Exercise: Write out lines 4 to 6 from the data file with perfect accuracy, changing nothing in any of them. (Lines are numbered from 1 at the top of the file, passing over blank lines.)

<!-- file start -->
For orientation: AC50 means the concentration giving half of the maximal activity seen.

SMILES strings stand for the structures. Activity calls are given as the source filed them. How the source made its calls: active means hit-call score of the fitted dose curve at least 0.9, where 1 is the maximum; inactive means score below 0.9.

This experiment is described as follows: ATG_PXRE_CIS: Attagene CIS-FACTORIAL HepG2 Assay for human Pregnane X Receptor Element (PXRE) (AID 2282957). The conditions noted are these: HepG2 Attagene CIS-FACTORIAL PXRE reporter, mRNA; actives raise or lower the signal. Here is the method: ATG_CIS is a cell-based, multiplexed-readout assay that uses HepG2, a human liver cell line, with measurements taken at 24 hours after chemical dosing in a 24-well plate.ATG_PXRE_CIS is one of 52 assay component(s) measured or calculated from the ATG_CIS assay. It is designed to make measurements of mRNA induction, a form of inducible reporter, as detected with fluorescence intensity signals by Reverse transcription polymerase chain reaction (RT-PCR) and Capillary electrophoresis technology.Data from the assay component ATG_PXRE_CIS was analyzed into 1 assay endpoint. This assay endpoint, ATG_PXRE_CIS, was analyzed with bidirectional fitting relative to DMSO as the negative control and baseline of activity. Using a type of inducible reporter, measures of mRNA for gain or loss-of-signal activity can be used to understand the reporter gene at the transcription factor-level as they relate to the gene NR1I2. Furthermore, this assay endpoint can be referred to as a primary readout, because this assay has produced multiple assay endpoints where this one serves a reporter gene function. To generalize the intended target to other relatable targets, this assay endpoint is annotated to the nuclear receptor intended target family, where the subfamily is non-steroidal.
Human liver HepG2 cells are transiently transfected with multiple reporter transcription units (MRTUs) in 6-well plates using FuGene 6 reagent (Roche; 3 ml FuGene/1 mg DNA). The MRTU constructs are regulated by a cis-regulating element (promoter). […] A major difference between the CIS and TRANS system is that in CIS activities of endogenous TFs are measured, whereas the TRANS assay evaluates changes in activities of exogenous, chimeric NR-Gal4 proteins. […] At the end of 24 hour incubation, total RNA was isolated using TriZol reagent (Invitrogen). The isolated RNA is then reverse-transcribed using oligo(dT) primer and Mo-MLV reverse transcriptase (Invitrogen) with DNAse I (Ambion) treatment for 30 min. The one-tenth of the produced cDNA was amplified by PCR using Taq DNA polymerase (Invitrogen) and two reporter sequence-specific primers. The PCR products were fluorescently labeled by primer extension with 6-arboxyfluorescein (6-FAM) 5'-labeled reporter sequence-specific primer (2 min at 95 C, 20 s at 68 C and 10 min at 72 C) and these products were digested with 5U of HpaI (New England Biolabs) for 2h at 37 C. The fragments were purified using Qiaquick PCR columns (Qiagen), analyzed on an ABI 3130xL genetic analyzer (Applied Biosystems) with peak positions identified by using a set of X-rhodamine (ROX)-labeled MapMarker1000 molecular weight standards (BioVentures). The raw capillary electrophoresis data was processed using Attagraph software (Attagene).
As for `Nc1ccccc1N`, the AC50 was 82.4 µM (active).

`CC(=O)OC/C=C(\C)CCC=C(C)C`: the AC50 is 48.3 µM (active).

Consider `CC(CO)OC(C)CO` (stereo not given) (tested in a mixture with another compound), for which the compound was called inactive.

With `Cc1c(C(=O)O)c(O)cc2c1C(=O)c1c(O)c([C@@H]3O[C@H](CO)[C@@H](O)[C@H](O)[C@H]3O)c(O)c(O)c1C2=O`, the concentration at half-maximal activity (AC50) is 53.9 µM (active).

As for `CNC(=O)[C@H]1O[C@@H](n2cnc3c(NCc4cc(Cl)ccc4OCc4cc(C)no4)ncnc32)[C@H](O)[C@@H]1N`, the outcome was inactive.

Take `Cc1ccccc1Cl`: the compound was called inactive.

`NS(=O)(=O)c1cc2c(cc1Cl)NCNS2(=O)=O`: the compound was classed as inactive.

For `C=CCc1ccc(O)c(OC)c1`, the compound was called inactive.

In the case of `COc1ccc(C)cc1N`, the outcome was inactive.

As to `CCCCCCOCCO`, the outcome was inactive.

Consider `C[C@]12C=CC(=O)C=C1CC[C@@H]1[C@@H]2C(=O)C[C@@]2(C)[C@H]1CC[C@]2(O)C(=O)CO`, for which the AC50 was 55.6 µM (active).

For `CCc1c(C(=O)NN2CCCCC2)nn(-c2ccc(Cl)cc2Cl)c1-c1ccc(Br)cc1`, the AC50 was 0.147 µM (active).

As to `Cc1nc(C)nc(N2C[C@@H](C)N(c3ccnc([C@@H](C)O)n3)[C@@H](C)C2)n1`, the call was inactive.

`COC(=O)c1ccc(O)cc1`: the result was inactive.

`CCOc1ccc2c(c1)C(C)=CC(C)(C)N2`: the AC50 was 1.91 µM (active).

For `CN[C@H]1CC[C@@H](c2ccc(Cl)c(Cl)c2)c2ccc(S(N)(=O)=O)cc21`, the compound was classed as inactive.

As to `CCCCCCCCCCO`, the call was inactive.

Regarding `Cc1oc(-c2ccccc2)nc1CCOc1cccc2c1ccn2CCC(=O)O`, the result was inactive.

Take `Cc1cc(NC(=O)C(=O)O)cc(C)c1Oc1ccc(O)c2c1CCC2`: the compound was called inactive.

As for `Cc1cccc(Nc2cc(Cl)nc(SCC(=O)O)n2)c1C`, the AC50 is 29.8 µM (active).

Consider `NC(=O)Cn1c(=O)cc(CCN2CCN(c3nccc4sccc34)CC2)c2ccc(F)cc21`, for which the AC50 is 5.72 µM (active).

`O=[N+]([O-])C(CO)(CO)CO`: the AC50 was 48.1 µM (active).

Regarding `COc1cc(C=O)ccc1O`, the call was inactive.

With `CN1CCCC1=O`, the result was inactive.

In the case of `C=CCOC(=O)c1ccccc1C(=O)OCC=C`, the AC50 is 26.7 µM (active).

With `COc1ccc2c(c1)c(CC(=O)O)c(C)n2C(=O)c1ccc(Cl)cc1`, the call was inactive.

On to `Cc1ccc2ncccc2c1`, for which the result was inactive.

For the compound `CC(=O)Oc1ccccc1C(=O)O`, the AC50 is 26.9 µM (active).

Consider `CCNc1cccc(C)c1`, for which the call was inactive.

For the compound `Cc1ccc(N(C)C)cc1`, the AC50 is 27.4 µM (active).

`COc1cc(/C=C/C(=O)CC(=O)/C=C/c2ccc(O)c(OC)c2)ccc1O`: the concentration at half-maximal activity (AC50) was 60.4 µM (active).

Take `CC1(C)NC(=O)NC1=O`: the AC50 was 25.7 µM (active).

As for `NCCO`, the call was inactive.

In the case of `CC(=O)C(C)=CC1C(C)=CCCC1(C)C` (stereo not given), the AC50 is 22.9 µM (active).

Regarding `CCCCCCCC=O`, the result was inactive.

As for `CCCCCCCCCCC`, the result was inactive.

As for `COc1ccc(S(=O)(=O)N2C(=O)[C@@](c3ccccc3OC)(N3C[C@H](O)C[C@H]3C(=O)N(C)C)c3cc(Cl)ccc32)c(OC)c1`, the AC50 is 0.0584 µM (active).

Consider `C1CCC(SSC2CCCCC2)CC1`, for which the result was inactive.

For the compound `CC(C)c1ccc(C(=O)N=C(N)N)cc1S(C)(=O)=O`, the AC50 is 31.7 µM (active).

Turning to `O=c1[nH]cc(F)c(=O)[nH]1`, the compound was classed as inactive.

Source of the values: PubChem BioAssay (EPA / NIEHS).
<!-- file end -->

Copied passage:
Human liver HepG2 cells are transiently transfected with multiple reporter transcription units (MRTUs) in 6-well plates using FuGene 6 reagent (Roche; 3 ml FuGene/1 mg DNA). The MRTU constructs are regulated by a cis-regulating element (promoter). […] A major difference between the CIS and TRANS system is that in CIS activities of endogenous TFs are measured, whereas the TRANS assay evaluates changes in activities of exogenous, chimeric NR-Gal4 proteins. […] At the end of 24 hour incubation, total RNA was isolated using TriZol reagent (Invitrogen). The isolated RNA is then reverse-transcribed using oligo(dT) primer and Mo-MLV reverse transcriptase (Invitrogen) with DNAse I (Ambion) treatment for 30 min. The one-tenth of the produced cDNA was amplified by PCR using Taq DNA polymerase (Invitrogen) and two reporter sequence-specific primers. The PCR products were fluorescently labeled by primer extension with 6-arboxyfluorescein (6-FAM) 5'-labeled reporter sequence-specific primer (2 min at 95 C, 20 s at 68 C and 10 min at 72 C) and these products were digested with 5U of HpaI (New England Biolabs) for 2h at 37 C. The fragments were purified using Qiaquick PCR columns (Qiagen), analyzed on an ABI 3130xL genetic analyzer (Applied Biosystems) with peak positions identified by using a set of X-rhodamine (ROX)-labeled MapMarker1000 molecular weight standards (BioVentures). The raw capillary electrophoresis data was processed using Attagraph software (Attagene).
As for `Nc1ccccc1N`, the AC50 was 82.4 µM (active).

`CC(=O)OC/C=C(\C)CCC=C(C)C`: the AC50 is 48.3 µM (active).